This story originally ran on March 25.
By Tony Fong
A proteomic technology will be used to help discover and identify new biomarkers to evaluate five new investigational breast cancer drugs as part of one of the biggest screening trials for the disease.
Last week, the Biomarkers Consortium announced the launch of I-SPY2 for the screening and development of new drugs to treat high-risk, fast growing breast cancers.
The trial, anticipated to last five years and to cost $26 million, will emphasize a microarray-based gene expression test from Agendia and MRI imaging technology from Sentinelle Medical. However, reverse-phase protein microarray technology developed by Lance Liotta and Emanuel Petricoin, co-directors of the Center for Applied Proteomics and Molecular Medicine at George Mason University, will also be used.
The protein arrays — the only proteomic technology that will be used in I-SPY2 — will be used to profile a "few hundred signaling protein activations in the laser-capture microdissected tumors." The activations will include the targets for the different target inhibitors included in the trial, Petricoin told ProteoMonitor last week.
Five investigational agents have been selected for the first phase of I-SPY2: Abbot Laboratories' ABT-888, or veliparib, a PARP inhibitor; Amgen's AMG 655, or conatumumab, an APO/TRAIL inhibitor, and AMG 386, an angiogenesis inhibitor; and Pfizer's CP-751,871, or figitumumab, an IGFR inhibitor, and HKI-272, or neratinib.
The drugs are molecularly targeted inhibitors, not broad-scale chemotherapeutics, and the role of the reverse-phase protein microarray technology is to measure how tumors respond to them.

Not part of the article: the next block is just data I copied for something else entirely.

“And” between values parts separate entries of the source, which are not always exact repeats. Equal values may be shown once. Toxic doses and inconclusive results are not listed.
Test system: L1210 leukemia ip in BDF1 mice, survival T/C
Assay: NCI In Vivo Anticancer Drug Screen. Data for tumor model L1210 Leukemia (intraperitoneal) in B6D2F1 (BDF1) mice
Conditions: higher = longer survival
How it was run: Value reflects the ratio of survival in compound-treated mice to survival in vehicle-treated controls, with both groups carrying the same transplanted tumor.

Donald Berry, the co-PI on I-SPY2, told ProteoMonitor that proteomic biomarkers "are not fundamental to the design of the trial" but would rather be "correlative."
Berry is professor and chair of the department of biostatistics and division head for quantitative sciences at the University of Texas MD Anderson Cancer Center.
"We'll take the information [generated by Petricoin and his team], look back at the data on particular drugs, and see if there's any information that particular drugs are doing better," he said.
I-SPY2 stands for Investigation of Serial Studies to Predict Your Therapeutics Response with Imaging and Molecular Analysis 2. To date, more than 20 cancer centers, including many of the National Cancer Institute’s Comprehensive Cancer Centers, are participating in the trial, including the Mayo Clinic in Rochester, Minn., and Scottsdale, Ariz.; the University of California, San Francisco Helen Diller Family Comprehensive Cancer Center; and Inova Health Systems in Virginia.
The participating centers will recruit and treat patients.
In a statement announcing I-SPY2, the Biomarker Consortium said that the trial "will focus on treatment in the neoadjuvant therapy setting, in which chemotherapy is given to patients to reduce tumor size before surgery."
All patients in the trial will receive the standard of care and "most" participants will receive one investigational drug. Up to 12 different cancer drugs will be tested during the course of the trial.
The Foundation of the National Institutes of Health, one of the members of the Biomarker Consortium, received a master Investigational New Drug approval from the US Food and Drug Administration. This will allow the I-SPY2 organizers and administrators to "graduate, drop, and add drugs seamlessly throughout the course of the trial without having to stop the trial to write a whole new protocol," reducing the amount of time required to move from one drug to another in the trial, the consortium said.
The Biomarkers Consortium is a public-private partnership comprised of the FDA, the NIH, the Pharmaceutical Research and Manufacturers of America, major drug manufacturers, and the Biotechnology Industry Organization.
Because the focus of the I-SPY2 trial is on discovery, Petricoin emphasized that the work being carried out by his center will be done for research purposes only, and that no patients will be stratified initially based on their findings.